DSAE test file

dubbeltjie, noun2

Forms:
doblejie, dubbeljeeShow more Also doblejie, dubbeljee, dubbeltje, dubbeltjee, dubbletje, dubeltie.
Origin:
Afrikaans, South African DutchShow more Afrikaans (earlier South African Dutch dubbeltje).
Note:
The ultimate origin is uncertain: probably named for the two-four construction of the thorns (from Dutch dubbel double); or perhaps an adaptation of Dutch duiveltje ‘little devil’, from the supposed resemblance of the fruit, especially that of Tribulus terrestris, to a horned devil.
A name given to the angular, spiny fruit of any of several indigenous herbaceous plants, and to the plants themselves: a. Any of several species of Tribulus of the Zygophyllaceae, especially T. terrestris; dubbeltjedoorn. b. Emex australis of the Polygonaceae. In both senses also called devil’s thorn, doublejee (sense 2), duiweltjie. Also attributive.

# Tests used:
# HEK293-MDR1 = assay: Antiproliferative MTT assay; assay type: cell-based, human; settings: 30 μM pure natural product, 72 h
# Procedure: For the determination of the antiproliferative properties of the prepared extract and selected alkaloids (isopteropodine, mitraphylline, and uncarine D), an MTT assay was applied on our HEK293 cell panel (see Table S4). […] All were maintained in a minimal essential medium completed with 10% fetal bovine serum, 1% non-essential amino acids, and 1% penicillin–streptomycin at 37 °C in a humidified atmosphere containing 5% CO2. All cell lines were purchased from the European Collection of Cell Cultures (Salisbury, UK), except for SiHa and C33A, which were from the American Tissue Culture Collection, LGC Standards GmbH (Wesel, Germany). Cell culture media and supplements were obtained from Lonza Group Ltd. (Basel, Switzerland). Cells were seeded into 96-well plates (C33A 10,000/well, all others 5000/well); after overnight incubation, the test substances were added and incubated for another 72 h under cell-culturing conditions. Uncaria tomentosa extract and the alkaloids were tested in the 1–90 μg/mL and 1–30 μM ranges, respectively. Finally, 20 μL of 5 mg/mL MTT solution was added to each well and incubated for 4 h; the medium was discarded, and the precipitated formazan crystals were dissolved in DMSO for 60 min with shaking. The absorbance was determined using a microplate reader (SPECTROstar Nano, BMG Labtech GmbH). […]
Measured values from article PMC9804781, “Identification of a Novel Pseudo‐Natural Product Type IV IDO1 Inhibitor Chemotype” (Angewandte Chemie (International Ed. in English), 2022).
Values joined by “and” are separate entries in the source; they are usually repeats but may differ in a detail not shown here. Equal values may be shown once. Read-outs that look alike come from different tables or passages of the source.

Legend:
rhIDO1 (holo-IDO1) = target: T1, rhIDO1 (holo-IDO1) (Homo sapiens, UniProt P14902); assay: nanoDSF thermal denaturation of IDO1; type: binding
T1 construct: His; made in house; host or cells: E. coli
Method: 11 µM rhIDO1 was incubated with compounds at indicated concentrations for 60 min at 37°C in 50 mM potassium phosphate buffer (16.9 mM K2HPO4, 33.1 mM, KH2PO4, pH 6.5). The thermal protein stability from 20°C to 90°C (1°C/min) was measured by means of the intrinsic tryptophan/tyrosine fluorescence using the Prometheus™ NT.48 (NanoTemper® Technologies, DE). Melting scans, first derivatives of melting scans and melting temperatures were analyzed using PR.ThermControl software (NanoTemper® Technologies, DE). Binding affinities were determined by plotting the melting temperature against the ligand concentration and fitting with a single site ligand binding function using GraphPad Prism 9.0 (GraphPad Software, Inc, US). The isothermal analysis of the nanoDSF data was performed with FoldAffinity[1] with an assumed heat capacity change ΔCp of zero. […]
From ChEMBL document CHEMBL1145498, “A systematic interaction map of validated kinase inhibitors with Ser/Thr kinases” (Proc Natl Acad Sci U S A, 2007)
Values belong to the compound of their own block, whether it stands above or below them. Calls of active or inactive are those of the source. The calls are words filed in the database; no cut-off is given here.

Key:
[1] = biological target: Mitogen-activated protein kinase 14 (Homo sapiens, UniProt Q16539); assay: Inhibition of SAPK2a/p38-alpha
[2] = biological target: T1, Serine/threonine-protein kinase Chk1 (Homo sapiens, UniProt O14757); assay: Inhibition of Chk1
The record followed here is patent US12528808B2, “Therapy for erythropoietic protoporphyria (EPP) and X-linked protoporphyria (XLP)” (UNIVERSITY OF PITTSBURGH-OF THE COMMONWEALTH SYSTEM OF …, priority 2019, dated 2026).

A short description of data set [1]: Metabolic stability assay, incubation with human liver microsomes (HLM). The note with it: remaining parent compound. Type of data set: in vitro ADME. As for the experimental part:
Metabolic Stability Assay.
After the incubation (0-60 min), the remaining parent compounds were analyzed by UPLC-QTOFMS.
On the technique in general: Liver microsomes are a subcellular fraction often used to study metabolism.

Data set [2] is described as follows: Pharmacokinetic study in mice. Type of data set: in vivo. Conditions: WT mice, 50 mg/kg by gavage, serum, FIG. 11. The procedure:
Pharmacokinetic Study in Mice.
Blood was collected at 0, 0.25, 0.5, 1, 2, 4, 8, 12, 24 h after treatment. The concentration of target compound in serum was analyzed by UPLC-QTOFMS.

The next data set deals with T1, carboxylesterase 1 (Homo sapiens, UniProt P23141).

Note:
The sheep disease tribulosis (see geeldikkop) is caused by the ingestion of any of several species of Tribulus.
1795 C.R. Hopson tr. of C.P. Thunberg’s Trav. I. 148Great complaints were made of the seed-vessels of the rumex spinosus (dubelties), which grew very common here, as the sharp prickles of them cut the feet of the slaves and others, who walked bare-footed.
1986 Farmer’s Weekly 25 July 14Broad-leaved weeds, such as dubbeltjies (Emex australis) can be effectively eliminated in the grain by using a suitable herbicide.
Any of several species of Tribulus of the Zygophyllaceae, especially T. terrestris; dubbeltjedoorn.
Emex australis of the Polygonaceae. In both senses also called devil’s thorn, doublejee (sense 2), duiweltjie. Also attributive.

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17951986